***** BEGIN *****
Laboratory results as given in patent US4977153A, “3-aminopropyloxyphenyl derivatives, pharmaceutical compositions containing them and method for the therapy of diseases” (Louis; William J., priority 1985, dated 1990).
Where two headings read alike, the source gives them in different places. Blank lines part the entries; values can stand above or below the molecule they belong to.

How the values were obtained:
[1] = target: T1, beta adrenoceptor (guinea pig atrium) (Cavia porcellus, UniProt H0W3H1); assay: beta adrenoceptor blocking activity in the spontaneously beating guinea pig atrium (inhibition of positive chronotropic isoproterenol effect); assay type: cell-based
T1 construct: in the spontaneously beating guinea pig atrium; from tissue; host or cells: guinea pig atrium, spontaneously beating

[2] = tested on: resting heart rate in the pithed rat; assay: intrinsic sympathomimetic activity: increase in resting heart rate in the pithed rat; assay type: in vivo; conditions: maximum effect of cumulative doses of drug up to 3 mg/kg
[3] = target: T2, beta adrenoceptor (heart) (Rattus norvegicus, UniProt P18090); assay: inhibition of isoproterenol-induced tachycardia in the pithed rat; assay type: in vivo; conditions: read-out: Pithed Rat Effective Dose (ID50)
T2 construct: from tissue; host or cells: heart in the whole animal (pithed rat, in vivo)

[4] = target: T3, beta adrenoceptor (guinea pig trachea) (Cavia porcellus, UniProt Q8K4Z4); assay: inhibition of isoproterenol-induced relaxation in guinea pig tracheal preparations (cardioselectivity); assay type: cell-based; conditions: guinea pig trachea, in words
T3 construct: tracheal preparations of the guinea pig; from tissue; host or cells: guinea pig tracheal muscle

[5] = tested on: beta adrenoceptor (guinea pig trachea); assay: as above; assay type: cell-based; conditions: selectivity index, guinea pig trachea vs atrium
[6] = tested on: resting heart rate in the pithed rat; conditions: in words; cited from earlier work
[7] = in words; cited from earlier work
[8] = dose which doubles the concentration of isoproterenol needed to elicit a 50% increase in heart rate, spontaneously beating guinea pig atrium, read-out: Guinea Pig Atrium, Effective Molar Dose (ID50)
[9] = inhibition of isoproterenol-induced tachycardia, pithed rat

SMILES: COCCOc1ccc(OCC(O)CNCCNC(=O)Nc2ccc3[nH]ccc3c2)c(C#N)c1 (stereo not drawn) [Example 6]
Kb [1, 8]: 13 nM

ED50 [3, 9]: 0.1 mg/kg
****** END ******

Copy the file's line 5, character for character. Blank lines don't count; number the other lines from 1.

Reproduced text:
T1 construct: in the spontaneously beating guinea pig atrium; from tissue; host or cells: guinea pig atrium, spontaneously beating